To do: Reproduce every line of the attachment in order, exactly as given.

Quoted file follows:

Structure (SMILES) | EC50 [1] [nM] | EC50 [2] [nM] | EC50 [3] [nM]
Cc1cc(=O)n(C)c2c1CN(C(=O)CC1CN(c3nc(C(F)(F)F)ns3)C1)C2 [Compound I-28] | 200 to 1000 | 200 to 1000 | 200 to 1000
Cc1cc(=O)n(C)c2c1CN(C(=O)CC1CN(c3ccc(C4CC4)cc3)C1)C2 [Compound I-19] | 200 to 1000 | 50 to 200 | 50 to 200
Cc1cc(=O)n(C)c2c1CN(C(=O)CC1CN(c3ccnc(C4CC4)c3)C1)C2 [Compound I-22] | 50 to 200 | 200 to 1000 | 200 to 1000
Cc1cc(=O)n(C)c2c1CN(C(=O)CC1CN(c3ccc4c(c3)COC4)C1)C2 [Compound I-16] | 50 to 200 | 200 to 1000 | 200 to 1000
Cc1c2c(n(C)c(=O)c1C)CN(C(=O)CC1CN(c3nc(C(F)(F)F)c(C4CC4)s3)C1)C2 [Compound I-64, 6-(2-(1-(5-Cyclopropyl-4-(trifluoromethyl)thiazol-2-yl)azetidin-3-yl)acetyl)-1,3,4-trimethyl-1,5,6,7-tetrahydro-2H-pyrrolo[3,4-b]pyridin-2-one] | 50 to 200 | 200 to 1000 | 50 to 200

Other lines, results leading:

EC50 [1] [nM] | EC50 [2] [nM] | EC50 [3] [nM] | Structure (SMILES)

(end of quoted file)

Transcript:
Structure (SMILES) | EC50 [1] [nM] | EC50 [2] [nM] | EC50 [3] [nM]
Cc1cc(=O)n(C)c2c1CN(C(=O)CC1CN(c3nc(C(F)(F)F)ns3)C1)C2 [Compound I-28] | 200 to 1000 | 200 to 1000 | 200 to 1000
Cc1cc(=O)n(C)c2c1CN(C(=O)CC1CN(c3ccc(C4CC4)cc3)C1)C2 [Compound I-19] | 200 to 1000 | 50 to 200 | 50 to 200
Cc1cc(=O)n(C)c2c1CN(C(=O)CC1CN(c3ccnc(C4CC4)c3)C1)C2 [Compound I-22] | 50 to 200 | 200 to 1000 | 200 to 1000
Cc1cc(=O)n(C)c2c1CN(C(=O)CC1CN(c3ccc4c(c3)COC4)C1)C2 [Compound I-16] | 50 to 200 | 200 to 1000 | 200 to 1000
Cc1c2c(n(C)c(=O)c1C)CN(C(=O)CC1CN(c3nc(C(F)(F)F)c(C4CC4)s3)C1)C2 [Compound I-64, 6-(2-(1-(5-Cyclopropyl-4-(trifluoromethyl)thiazol-2-yl)azetidin-3-yl)acetyl)-1,3,4-trimethyl-1,5,6,7-tetrahydro-2H-pyrrolo[3,4-b]pyridin-2-one] | 50 to 200 | 200 to 1000 | 50 to 200

Other lines, results leading:

EC50 [1] [nM] | EC50 [2] [nM] | EC50 [3] [nM] | Structure (SMILES)